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Thread: Trying to Give Up Riding

  1. #31
    Flirting With The Redline 8000 Posts! Trials's Avatar
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    Oh and my knee has healed up real well, now I just need to act young again.

  2. #32
    Flirting With The Redline 2000 Posts! Sorg67's Avatar
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    Quote Originally Posted by Trials View Post
    I still like the cheap ones you have to clean and oil all the time,
    otherwise the cheapest o-ring chain I can buy and replace it often.

    It's one of the more disposable items on the bike if you want your sprockets to last more then one chain.

    ... at supper time an hour ago my wife said "why is Josh ordering new sprockets for a 2 year old bike? you just gave him a new chain"
    Thanks!

    I do not mind paying up for something that is going to last. The first chain lasted 6 years / 10,000 miles and the sprockets still have nice square top teeth. Owners manual calls for changing chain at 10,000 miles. I would like to get something that will last another 10,000 miles. I am not super good about keeping up with cleaning and lubing. So I am looking for something that will stand up to some neglect and abuse. I have seen chains from $40 to $200 US. Don’t want to spend $200 if I do not have to but I do not want to get something that is going to be difficult. I would like an easy master link to work with.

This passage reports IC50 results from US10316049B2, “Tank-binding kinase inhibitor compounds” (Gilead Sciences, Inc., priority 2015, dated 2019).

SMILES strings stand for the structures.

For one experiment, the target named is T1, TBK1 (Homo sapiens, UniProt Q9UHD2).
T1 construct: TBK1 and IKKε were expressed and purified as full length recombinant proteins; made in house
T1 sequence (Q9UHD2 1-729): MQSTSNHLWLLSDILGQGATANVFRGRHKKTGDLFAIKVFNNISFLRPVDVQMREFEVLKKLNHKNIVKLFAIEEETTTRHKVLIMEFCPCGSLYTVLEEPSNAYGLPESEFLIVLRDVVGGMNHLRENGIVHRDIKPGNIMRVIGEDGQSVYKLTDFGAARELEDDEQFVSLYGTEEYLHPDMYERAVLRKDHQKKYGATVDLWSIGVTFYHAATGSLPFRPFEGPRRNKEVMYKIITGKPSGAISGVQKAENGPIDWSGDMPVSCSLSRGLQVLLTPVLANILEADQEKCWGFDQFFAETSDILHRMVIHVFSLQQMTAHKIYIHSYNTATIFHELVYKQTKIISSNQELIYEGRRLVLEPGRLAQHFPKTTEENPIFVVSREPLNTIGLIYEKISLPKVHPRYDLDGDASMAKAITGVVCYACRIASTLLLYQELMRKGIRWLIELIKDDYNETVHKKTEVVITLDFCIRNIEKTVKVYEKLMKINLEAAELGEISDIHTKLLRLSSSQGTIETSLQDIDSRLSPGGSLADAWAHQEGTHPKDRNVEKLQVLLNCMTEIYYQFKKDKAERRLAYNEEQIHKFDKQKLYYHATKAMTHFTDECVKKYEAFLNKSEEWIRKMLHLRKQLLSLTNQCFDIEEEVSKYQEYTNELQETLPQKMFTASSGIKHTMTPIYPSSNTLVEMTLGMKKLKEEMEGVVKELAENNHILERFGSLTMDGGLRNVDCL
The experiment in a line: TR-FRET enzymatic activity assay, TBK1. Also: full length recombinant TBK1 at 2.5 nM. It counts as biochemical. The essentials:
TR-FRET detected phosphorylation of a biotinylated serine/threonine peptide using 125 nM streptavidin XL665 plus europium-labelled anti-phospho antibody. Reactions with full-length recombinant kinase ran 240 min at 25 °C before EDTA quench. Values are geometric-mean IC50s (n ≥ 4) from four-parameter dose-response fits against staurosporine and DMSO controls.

3. #33
    Flirting With The Redline 8000 Posts! Trials's Avatar
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    Real nice guy sent me one for free recently it's about a 80 dollar regular 520 roller chain.
    Sealed chain will cost about twice that but they really don't last any longer and they are not one bit stronger or any more resistant to wear.
    I like the cir-clip master links too, it simplifies cleaning and servicing.

    Plus your dollar is worth 36% more then ours right now.

  4. #34
    Flirting With The Redline 2000 Posts! Sorg67's Avatar
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    So a “regular” 520 chain is right for CB 500X?

  5. #35
    Flirting With The Redline 8000 Posts! Trials's Avatar